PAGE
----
FAIR Counterspin Radio
CounterSpin, FAIR’s weekly radio show, provides a critical examination of the major stories every week, and exposes what the mainstream media might have missed in their own coverage.
Updated: 43 min 6 sec ago
The UN says water is a human right, and if people are unable to pay, shutting off their water is a human rights violation. That puts the city of Detroit on the wrong side of international law, as well as human decency, with shut-offs affecting thousands of city residents. But the water shut-offs are only the latest attack on the poor and public resources in Detroit. We'll hear from area activist, Pastor David Alexander Bullock. Also this week: Something called the Export-Import Bank started getting some press once Tea Party activists and Republican lawmakers started criticizing it as corporate welfare. Pundits say the critics don't know what they're talking about and could threaten American jobs. But our guest, consumer advocate Ralph Nader, thinks the bank deserves some scrutiny—and that it's an issue that resonates beyond the Tea Party right.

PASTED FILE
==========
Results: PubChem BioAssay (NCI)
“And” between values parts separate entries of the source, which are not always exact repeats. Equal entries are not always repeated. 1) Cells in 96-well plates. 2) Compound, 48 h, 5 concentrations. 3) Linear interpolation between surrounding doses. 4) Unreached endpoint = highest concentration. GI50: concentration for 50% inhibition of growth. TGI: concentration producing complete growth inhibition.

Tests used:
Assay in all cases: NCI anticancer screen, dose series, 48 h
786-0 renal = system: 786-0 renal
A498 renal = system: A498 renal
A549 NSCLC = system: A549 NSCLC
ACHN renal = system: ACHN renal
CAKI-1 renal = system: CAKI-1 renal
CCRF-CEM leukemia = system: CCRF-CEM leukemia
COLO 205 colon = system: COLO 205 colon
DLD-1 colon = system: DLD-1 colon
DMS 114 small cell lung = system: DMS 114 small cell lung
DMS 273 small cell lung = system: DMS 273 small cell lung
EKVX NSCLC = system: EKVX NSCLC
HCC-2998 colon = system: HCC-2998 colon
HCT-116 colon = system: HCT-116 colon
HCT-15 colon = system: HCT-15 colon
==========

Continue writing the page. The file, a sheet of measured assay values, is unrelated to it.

Israeli airstrikes on Gaza have claimed dozens of Palestinian lives, including those of more than a dozen children. There are no Israeli casualties so far. The fact that US corporate media fail to note the unequal power and disproportionate suffering of Palestinians is just one of the ways middle east coverage is distorted. We'll talk with Yousef Munayyer of the Jerusalem Fund, about that. Also on the show: For the first time, Gallup reports a majority of Americans support the legalization of marijuana. Of course many things can stand between popular opinion and legislation, and in this case one of those things is a powerful industry, though you don't hear much about it in debates around pot. Lee Fang of the Nation institute will join us to talk about his piece, The Real Reason Pot Is Still Illegal.